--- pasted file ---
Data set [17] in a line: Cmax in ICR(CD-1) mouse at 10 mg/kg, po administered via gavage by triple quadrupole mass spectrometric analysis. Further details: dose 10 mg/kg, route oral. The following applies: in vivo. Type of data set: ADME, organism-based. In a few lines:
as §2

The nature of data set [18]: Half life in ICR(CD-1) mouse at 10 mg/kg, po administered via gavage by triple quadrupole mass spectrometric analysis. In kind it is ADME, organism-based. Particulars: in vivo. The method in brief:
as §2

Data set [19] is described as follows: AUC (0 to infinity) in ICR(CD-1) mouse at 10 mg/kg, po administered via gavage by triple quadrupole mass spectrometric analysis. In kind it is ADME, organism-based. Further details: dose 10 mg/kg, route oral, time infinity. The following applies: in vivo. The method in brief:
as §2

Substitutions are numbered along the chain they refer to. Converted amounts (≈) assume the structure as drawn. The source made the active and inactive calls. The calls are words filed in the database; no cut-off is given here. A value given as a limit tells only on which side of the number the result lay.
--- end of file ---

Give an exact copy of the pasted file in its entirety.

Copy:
Data set [17] in a line: Cmax in ICR(CD-1) mouse at 10 mg/kg, po administered via gavage by triple quadrupole mass spectrometric analysis. Further details: dose 10 mg/kg, route oral. The following applies: in vivo. Type of data set: ADME, organism-based. In a few lines:
as §2

The nature of data set [18]: Half life in ICR(CD-1) mouse at 10 mg/kg, po administered via gavage by triple quadrupole mass spectrometric analysis. In kind it is ADME, organism-based. Particulars: in vivo. The method in brief:
as §2

Data set [19] is described as follows: AUC (0 to infinity) in ICR(CD-1) mouse at 10 mg/kg, po administered via gavage by triple quadrupole mass spectrometric analysis. In kind it is ADME, organism-based. Further details: dose 10 mg/kg, route oral, time infinity. The following applies: in vivo. The method in brief:
as §2

Substitutions are numbered along the chain they refer to. Converted amounts (≈) assume the structure as drawn. The source made the active and inactive calls. The calls are words filed in the database; no cut-off is given here. A value given as a limit tells only on which side of the number the result lay.